Employment class action lawsuits are a common cause of action in North America, and while we have traditionally seen fewer in Australia, there has been a recent uptick in occurrences. What does this mean for Australian employers? Without large numbers of cases and their precedents to study, how you plan for and prevent class actions may be an ‘unknown’ for many employers. Given the unique bet-the-company issues for employers arising from class actions – we have outlined some risks and strategies.
The Australian context
Whilst uncommon in Australia, there are high-profile examples of employment class action lawsuits.
Indeed, proceedings brought during the 1998 Waterfront Dispute were brought on behalf of approximately 1,400 employees under the Federal Court of Australia’s class action regime. Another example dating back to the days of Australian Workplace Agreements involved proceedings brought on behalf of over 700 academic and general employees of a university.
More recently, two employment class actions have been commenced targeting companies who provide marketing services for large and well-known brands, alleging contravention of minimum labour standards.
Why is the class action landscape changing now?
There are many reasons for the uptick in claims, and those relevant to employment include:
- diminishing union membership across the private sector, but an increase in individual rights and prominence of plaintiff law firms organising class actions
- an increased public awareness of minimum labour standards and broadly applicable laws, such as the general protections provisions, brought into focus as a result of a number of well documented scandals
- an increase in the activity of litigation funders willing to venture outside their traditional stomping ground of commercial litigation.
We also predict that there will be many more such actions in the future, particularly given the ramped up penalties for franchisors and holdings companies found to have been complicit in the underpayment of employees or failure to keep proper employment records by their franchisees and subsidiaries.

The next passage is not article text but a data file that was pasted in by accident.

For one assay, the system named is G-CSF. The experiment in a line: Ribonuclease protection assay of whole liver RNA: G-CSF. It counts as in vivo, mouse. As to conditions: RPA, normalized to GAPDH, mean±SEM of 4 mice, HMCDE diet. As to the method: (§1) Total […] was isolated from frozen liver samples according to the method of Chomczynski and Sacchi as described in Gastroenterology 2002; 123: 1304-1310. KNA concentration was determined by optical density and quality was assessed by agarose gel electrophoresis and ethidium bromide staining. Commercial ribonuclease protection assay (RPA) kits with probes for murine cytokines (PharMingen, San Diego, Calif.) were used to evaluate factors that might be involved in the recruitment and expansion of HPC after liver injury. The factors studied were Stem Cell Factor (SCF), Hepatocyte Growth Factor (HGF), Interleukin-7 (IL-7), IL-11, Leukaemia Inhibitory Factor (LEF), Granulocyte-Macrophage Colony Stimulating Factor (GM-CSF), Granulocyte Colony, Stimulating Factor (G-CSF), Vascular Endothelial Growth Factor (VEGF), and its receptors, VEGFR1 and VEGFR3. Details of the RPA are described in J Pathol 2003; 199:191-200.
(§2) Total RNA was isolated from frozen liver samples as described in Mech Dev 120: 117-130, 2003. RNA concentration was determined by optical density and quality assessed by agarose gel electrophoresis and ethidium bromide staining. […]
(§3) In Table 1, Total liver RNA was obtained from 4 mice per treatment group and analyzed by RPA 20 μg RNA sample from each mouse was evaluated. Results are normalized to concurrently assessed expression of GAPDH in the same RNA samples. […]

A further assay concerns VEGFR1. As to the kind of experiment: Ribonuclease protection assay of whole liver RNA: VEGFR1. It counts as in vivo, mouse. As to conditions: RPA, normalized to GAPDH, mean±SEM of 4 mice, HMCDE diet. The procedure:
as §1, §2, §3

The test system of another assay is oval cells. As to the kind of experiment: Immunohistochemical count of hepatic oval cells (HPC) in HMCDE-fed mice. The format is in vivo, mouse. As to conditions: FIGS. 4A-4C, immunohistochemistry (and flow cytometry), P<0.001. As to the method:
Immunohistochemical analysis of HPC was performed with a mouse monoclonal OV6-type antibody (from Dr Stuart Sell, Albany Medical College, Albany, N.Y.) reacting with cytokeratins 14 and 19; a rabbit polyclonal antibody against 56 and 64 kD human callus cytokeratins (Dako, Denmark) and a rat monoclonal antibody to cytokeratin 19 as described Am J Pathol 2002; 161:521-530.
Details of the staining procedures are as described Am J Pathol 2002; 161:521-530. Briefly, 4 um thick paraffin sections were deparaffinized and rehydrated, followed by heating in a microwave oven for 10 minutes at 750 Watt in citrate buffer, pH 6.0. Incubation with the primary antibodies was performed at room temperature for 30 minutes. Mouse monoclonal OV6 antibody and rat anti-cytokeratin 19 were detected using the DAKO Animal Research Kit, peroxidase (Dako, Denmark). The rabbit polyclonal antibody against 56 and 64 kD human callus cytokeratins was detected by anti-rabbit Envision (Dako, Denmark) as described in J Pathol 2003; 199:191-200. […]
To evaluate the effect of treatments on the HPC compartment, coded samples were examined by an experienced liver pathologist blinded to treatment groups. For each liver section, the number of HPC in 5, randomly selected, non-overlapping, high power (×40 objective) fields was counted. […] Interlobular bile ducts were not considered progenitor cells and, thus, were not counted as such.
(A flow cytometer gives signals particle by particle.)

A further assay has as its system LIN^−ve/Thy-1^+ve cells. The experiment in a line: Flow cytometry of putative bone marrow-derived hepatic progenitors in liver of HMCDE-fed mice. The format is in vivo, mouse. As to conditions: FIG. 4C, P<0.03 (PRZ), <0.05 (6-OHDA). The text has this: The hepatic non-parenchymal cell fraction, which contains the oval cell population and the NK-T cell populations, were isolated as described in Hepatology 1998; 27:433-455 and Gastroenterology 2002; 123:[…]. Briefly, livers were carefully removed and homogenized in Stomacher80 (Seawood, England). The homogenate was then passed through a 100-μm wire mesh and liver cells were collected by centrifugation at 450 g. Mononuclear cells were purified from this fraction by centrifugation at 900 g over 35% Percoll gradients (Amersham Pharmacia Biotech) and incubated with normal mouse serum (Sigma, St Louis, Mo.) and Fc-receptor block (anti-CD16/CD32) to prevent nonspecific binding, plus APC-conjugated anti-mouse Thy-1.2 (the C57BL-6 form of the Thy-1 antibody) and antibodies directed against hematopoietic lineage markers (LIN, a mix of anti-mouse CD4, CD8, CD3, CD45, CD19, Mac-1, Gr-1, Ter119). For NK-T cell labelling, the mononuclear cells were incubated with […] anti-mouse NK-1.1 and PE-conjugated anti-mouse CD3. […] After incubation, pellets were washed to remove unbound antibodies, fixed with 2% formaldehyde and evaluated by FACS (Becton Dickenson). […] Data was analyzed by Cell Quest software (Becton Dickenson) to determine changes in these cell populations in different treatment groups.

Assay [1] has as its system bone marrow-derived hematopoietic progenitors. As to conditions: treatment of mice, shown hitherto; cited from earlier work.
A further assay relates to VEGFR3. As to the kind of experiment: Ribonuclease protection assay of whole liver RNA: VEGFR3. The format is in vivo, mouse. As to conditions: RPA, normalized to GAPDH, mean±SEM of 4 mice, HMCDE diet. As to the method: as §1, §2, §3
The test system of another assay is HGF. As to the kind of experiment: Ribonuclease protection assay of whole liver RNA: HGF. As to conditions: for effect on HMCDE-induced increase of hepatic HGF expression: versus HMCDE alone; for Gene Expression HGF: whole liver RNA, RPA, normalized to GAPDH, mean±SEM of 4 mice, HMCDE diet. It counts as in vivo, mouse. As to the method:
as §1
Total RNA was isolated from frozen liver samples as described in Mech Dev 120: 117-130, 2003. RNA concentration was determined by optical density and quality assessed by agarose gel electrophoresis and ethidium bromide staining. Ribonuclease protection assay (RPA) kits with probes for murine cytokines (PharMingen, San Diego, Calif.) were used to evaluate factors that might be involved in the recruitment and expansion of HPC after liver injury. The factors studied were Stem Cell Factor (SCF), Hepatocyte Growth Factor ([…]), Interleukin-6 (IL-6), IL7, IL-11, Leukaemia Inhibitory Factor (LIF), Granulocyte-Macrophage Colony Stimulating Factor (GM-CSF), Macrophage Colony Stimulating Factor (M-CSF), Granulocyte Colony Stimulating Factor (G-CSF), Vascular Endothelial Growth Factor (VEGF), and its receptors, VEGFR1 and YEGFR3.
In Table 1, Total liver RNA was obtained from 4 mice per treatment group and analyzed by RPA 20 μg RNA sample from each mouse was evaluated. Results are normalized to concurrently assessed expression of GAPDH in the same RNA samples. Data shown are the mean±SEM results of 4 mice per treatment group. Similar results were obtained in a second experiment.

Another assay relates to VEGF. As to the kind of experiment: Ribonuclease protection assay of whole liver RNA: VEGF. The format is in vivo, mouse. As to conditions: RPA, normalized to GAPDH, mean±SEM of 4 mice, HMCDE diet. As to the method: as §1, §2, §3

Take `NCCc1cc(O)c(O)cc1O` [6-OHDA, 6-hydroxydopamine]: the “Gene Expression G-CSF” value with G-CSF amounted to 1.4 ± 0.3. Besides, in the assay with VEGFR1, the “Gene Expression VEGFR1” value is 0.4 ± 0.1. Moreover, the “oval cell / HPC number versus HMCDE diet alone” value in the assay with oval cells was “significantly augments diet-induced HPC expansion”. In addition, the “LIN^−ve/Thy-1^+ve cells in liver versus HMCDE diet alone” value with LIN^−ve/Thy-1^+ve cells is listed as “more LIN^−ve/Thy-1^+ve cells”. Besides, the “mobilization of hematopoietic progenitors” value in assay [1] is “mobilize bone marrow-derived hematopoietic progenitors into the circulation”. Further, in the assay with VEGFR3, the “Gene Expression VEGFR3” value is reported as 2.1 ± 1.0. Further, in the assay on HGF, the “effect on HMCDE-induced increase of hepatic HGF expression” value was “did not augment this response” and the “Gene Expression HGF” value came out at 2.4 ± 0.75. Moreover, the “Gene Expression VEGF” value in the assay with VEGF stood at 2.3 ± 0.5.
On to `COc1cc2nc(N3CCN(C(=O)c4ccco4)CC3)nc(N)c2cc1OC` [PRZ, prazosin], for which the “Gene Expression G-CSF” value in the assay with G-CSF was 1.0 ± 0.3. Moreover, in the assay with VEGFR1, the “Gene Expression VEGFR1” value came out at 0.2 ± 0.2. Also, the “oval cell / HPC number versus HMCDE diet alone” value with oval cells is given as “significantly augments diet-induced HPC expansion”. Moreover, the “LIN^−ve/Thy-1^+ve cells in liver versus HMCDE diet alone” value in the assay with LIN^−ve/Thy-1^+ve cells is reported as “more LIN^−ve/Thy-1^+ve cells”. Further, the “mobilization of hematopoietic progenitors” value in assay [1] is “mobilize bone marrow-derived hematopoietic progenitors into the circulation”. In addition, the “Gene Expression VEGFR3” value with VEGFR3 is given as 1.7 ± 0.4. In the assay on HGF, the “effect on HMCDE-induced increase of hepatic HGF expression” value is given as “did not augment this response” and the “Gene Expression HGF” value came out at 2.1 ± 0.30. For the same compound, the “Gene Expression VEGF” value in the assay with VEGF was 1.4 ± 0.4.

Learnings from the US
At Seyfarth, our team of workplace law experts analyse and breakdown the mosaic of US class actions each year compiling a report that highlights the trends. In 2017 they recognised:
- Settlements skyrocket
The monetary value of settlements rose dramatically, with the top 10 settlements in employment-related categories totalling a record high of US $2.72 billion — nearly US $1 billion more than 2016. In Australia, settlements are already causing an increase in insurance premiums for directors.
- A favourable landscape
Evolving case law precedents and new defence approaches resulted in better statistical outcomes for employers in opposing class certification requests for the second straight year. In one of the most active categories, wage & hour litigation, employers won 63% of decertification rulings, a success rate up almost 20% from 2016.
- More enforcement
With the federal government in transition, 2017 results were heavily influenced by Obama administration holdover policies and personnel as government enforcement litigation increased. This balloon is expected to burst in 2018 as the Trump administration settles in further, pulling back these policies and positions; yet, at the same time, it is expected that the private plaintiffs’ class action bar will step up their lawsuit filings and “fill the void”.
- Pivotal rulings
Several key decisions in 2017 of the Supreme Court were arguably more pro-business and pro-employer than in the past. In May 2018 the Supreme Court profoundly changed the class action playing field with its highly anticipated ruling on the Epic Systems, Murphy Oil, and Ernst & Young trilogy of cases which found workplace arbitration agreements with class action waivers were lawful and enforceable.
To access the full report, and additional commentary visit www.workplaceclassactionreport.com.
For a discussion on the ‘best of breed’ strategies in class action and litigation globally – contact one of our partners.
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